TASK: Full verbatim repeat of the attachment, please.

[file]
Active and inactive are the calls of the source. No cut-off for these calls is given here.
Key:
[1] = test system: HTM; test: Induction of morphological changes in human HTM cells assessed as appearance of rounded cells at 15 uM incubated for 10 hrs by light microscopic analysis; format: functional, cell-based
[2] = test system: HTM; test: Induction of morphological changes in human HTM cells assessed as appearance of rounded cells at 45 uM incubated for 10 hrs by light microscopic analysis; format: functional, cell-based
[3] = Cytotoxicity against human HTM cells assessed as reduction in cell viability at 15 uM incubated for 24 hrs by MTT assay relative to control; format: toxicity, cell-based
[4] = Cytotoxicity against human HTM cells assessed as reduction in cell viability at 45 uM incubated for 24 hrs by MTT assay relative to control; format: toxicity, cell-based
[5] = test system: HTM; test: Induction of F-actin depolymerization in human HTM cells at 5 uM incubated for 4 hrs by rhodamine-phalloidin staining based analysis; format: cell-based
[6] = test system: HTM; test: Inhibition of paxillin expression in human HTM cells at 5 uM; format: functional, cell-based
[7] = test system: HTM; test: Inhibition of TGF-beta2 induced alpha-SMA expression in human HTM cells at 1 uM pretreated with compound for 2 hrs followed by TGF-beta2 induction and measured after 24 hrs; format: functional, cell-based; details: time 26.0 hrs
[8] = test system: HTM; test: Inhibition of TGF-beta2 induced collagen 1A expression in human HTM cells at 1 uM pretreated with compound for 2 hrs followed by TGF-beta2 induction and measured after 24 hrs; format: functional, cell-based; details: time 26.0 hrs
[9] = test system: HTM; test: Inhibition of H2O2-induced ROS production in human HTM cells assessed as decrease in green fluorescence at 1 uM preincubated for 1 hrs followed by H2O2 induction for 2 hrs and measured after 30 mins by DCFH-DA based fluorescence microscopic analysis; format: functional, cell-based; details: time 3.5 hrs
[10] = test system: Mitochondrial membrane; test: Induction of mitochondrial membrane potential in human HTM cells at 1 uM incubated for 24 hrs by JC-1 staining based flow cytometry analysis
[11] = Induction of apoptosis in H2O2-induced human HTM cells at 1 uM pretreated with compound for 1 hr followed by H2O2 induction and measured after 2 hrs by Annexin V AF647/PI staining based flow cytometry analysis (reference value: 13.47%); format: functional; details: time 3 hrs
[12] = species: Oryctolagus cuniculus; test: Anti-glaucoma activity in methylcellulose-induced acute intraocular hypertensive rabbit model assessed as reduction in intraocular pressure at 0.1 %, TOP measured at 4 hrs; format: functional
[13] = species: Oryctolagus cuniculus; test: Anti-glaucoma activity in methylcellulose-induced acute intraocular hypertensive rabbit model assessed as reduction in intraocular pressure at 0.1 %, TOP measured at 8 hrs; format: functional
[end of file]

Active and inactive are the calls of the source. No cut-off for these calls is given here.
Key:
[1] = test system: HTM; test: Induction of morphological changes in human HTM cells assessed as appearance of rounded cells at 15 uM incubated for 10 hrs by light microscopic analysis; format: functional, cell-based
[2] = test system: HTM; test: Induction of morphological changes in human HTM cells assessed as appearance of rounded cells at 45 uM incubated for 10 hrs by light microscopic analysis; format: functional, cell-based
[3] = Cytotoxicity against human HTM cells assessed as reduction in cell viability at 15 uM incubated for 24 hrs by MTT assay relative to control; format: toxicity, cell-based
[4] = Cytotoxicity against human HTM cells assessed as reduction in cell viability at 45 uM incubated for 24 hrs by MTT assay relative to control; format: toxicity, cell-based
[5] = test system: HTM; test: Induction of F-actin depolymerization in human HTM cells at 5 uM incubated for 4 hrs by rhodamine-phalloidin staining based analysis; format: cell-based
[6] = test system: HTM; test: Inhibition of paxillin expression in human HTM cells at 5 uM; format: functional, cell-based
[7] = test system: HTM; test: Inhibition of TGF-beta2 induced alpha-SMA expression in human HTM cells at 1 uM pretreated with compound for 2 hrs followed by TGF-beta2 induction and measured after 24 hrs; format: functional, cell-based; details: time 26.0 hrs
[8] = test system: HTM; test: Inhibition of TGF-beta2 induced collagen 1A expression in human HTM cells at 1 uM pretreated with compound for 2 hrs followed by TGF-beta2 induction and measured after 24 hrs; format: functional, cell-based; details: time 26.0 hrs
[9] = test system: HTM; test: Inhibition of H2O2-induced ROS production in human HTM cells assessed as decrease in green fluorescence at 1 uM preincubated for 1 hrs followed by H2O2 induction for 2 hrs and measured after 30 mins by DCFH-DA based fluorescence microscopic analysis; format: functional, cell-based; details: time 3.5 hrs
[10] = test system: Mitochondrial membrane; test: Induction of mitochondrial membrane potential in human HTM cells at 1 uM incubated for 24 hrs by JC-1 staining based flow cytometry analysis
[11] = Induction of apoptosis in H2O2-induced human HTM cells at 1 uM pretreated with compound for 1 hr followed by H2O2 induction and measured after 2 hrs by Annexin V AF647/PI staining based flow cytometry analysis (reference value: 13.47%); format: functional; details: time 3 hrs
[12] = species: Oryctolagus cuniculus; test: Anti-glaucoma activity in methylcellulose-induced acute intraocular hypertensive rabbit model assessed as reduction in intraocular pressure at 0.1 %, TOP measured at 4 hrs; format: functional
[13] = species: Oryctolagus cuniculus; test: Anti-glaucoma activity in methylcellulose-induced acute intraocular hypertensive rabbit model assessed as reduction in intraocular pressure at 0.1 %, TOP measured at 8 hrs; format: functional